with the database.

                  In addition, according to GSA and NASIRE officials, both federal agencies
                  and states are still identifying data exchanges and, therefore, the GSA
                  database may not contain all federal/state exchanges. Nevertheless, these
                  officials stated that they are confident that the most critical exchanges
                  have been identified and are ready for the Year 2000 date change.

                  In summary, much work remains at the state level to ensure that major
                  services are not disrupted. At particular risk are several states that do not
                  plan to have their systems that support state-administered federal human
                  services programs Year 2000 compliant until the last quarter of this year.
                  Federal agencies are working with their state partners to obtain readiness
                  information and evaluate and provide assistance in key activities such as
                  business continuity and contingency planning. Nevertheless, some state
                  completion dates are so close to the turn of the century that the risk of
                  disruption to their programs is substantially increased, especially if
                  schedule delays or unexpected problems arise. Further, data exchanges for
                  the HHS payment system critical to making federal payments to states have
                  not yet been tested. With less than 6 months to go until the turn of the
                  century, testing of these data exchanges and other essential federal/state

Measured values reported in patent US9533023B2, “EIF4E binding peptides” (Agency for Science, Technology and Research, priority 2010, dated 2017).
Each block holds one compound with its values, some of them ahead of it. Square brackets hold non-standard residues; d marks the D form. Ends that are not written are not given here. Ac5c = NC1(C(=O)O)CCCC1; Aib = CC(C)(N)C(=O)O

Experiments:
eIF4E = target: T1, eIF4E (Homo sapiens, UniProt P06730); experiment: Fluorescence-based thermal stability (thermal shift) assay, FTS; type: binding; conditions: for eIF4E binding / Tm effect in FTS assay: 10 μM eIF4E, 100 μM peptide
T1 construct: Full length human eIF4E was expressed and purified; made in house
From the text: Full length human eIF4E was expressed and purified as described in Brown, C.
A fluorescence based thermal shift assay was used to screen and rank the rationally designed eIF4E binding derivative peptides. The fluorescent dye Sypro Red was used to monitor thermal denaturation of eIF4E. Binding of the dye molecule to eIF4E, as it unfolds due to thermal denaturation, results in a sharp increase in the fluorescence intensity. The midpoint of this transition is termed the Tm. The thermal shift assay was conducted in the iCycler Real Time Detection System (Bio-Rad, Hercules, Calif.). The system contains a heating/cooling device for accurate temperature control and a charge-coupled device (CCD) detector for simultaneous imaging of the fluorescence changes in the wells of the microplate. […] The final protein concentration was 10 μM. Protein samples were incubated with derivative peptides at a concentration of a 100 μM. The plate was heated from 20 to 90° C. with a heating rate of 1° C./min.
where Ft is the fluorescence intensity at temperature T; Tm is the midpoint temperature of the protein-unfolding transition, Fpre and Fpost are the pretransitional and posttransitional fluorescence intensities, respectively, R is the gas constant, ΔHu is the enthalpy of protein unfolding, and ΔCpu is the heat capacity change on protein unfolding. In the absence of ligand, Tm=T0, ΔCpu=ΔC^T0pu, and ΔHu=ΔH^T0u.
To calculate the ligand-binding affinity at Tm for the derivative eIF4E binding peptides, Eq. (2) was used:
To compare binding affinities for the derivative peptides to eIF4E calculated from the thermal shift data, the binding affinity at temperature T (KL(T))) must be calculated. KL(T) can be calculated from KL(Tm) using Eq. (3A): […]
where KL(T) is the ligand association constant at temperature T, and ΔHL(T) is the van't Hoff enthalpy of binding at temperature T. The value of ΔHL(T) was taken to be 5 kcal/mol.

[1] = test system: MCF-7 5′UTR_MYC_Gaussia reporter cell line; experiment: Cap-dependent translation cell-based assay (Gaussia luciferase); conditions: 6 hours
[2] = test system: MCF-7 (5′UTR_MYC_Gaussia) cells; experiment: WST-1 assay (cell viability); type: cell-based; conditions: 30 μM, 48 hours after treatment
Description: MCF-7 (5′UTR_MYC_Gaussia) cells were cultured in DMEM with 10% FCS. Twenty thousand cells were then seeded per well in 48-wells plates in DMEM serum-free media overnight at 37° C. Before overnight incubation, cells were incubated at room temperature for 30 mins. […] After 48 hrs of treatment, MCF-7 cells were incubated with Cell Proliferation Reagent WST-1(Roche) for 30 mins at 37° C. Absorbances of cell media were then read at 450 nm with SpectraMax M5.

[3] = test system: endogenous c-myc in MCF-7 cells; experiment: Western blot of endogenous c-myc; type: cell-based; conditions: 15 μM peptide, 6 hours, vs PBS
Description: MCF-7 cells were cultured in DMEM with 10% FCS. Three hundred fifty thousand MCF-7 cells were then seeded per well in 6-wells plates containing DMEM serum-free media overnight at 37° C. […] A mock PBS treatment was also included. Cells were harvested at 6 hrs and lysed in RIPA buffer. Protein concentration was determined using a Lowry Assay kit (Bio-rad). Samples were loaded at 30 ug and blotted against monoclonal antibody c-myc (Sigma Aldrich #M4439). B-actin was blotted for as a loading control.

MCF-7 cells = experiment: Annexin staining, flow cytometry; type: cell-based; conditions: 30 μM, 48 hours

exchanges must be completed expeditiously.

                  Mr. Chairman, this concludes my statement. I would be happy to respond to
                  any questions that you or other members of the Committee may have at this

Contact and       For information about this testimony, please contact Joel Willemssen at
                  (202) 512-6253 or by e-mail at willemssenj.aimd@gao.gov. Individuals
Acknowledgments   making key contributions to this testimony included David Alston,
                  Pamlutricia Bens, Margaret Davis, Seth Goodman, Norman Heyl, Troy
                  Hottovy, Heather McIntyre, Glenn Nichols, Linda Lambert, Steve Schwartz,
                  Cynthia Scott, and Mark Shaw.

                  Page 14                                                      GAO/T-AIMD-99-241
Page 15   GAO/T-AIMD-99-241
Appendix I

Descriptions of 10 State-Administered Federal
Human Services Programs                                                                                    AppeIx


Child Nutrition Programs   These provide healthful, nutritional meals to children in public and
                           nonprofit private schools, child care institutions, adult day care centers,
                           and summer recreational programs through the National School Lunch
                           Program, School Breakfast Program, Special Milk Program, Child and
                           Adult Care Food Program, Summer Food Service Program, and Nutrition